Asian markets sag on coronavirus, US election worries

Reuters TOKYO | Updated on October 28, 2020

Global shares slipped on Wednesday as coronavirus infections grew at an alarming pace in the United States and Europe, while uncertainty over next week's US elections added to a “risk off” tone.

MSCI's ex-Japan Asia index dipped 0.15% in early trade while Japan's Nikkei fell 0.6%.

Japanese shares fell on Wednesday, pulled down by worries that surging coronavirus cases in Europe and the United States could further damage an already-battered global economy.

The benchmark Nikkei share average fell 0.32% to 23,410.75, while the broader Topix lost 0.61% to 1,607.61.

Futures for US S&P500, Dow Jones and Nasdaq all fell 0.5%-0.6% in Asian trade on Wednesday, rattled by a media report that French government may bring in a national lockdown from midnight on Thursday.

Covid-19 cases

The United States, Russia, France and other countries have registered record numbers of infections in recent days, and European governments have introduced new curbs to try to rein in the fast-growing outbreaks. Data on Tuesday showed U.S. consumer confidence unexpectedly fell in October, although other economic figures were mostly positive, with orders for key capital goods hitting a six-year high.

The fall in US stock futures came after a mixed session on Wall Street, where the S&P 500 lost 0.30% on virus worries while the tech-heavy Nasdaq Composite added 0.64%.

Microsoft kicked off a slate of reporting from tech heavyweights by beating Wall Street estimates for quarterly revenue, buoyed by its flagship cloud computing business amid increased work-from-home arrangements. But its shares slipped 1.7% after the bell.

Apple Inc,, and Google-parent Alphabet are among major tech players reporting later this week.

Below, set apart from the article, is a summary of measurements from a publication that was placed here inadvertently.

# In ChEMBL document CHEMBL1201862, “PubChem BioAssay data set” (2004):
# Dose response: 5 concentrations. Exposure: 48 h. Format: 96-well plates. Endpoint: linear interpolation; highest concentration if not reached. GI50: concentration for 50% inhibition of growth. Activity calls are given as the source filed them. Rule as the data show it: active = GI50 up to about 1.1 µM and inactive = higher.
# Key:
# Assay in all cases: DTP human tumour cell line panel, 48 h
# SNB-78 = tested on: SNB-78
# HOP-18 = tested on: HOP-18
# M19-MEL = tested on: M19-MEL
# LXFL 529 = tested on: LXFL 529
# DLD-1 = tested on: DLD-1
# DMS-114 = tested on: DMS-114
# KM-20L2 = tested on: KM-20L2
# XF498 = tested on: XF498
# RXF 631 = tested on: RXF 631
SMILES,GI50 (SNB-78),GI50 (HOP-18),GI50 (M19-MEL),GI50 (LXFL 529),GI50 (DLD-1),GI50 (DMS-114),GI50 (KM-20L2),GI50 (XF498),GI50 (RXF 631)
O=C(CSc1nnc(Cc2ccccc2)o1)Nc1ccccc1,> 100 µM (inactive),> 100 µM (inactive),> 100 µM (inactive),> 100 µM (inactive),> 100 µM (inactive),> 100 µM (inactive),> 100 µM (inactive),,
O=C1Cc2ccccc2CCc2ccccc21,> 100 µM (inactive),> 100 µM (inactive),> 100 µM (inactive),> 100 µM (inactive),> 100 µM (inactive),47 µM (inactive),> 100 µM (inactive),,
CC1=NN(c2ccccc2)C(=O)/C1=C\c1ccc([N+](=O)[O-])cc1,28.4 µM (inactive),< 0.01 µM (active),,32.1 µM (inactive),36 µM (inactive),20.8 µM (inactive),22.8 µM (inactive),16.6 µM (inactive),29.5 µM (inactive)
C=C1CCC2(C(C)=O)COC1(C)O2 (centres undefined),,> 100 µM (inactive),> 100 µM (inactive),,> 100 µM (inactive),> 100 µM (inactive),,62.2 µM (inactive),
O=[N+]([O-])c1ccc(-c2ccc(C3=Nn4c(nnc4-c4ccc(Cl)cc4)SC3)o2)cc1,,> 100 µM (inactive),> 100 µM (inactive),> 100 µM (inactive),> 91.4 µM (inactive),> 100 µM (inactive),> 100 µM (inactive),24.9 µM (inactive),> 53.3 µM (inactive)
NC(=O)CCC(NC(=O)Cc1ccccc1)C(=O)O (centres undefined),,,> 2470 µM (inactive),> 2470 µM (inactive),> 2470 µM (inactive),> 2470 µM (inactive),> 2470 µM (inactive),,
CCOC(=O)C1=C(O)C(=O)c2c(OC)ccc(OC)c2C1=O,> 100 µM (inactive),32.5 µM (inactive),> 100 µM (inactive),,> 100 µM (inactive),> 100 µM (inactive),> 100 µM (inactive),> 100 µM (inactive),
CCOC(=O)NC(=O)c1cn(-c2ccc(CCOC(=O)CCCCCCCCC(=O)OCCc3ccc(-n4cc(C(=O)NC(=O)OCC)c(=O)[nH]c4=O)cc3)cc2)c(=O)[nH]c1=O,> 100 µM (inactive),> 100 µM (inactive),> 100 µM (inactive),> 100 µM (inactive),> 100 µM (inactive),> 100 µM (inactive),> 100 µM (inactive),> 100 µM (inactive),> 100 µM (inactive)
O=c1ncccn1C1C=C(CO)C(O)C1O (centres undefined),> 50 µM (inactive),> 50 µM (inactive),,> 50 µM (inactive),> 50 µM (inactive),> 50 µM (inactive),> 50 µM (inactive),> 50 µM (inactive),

Wall Street's volatility index, a measure of market expectations in share price swings, rose to 33.35, its highest in almost two months.

Some market players see that as a sign more investors are wary of the possibility that the election outcome can be contested, possibly leaving markets in limbo for weeks.

That would likely further delay any negotiation on economic relief package U.S. policymakers have been struggling to agree on. Trump acknowledged an economic relief package would likely come after the Nov. 3 election.

In the currency market, the euro edged lower on concerns about a possible lockdown in France, trading at $1.1779, down 0.15%.

The safe-haven yen is well supported at 104.42 yen per dollar, not far from its six-month high of 104 touched last month.

Investors also bought back US Treasuries, another safe-haven asset, pushing down their yields.

The benchmark 10-year yield dropped to 0.766%, down 1.2 basis point so far on Wednesday and way below its 4 1/2-month high of 0.872% hit on Friday.

Gold was little changed at $1,906.0 per ounce.

Oil prices gave up much of their gains made the previous day as a jump in U.S. crude inventories and surging COVID-19 cases raised fears of an oversupply of oil and weak fuel demand.

Published on October 28, 2020

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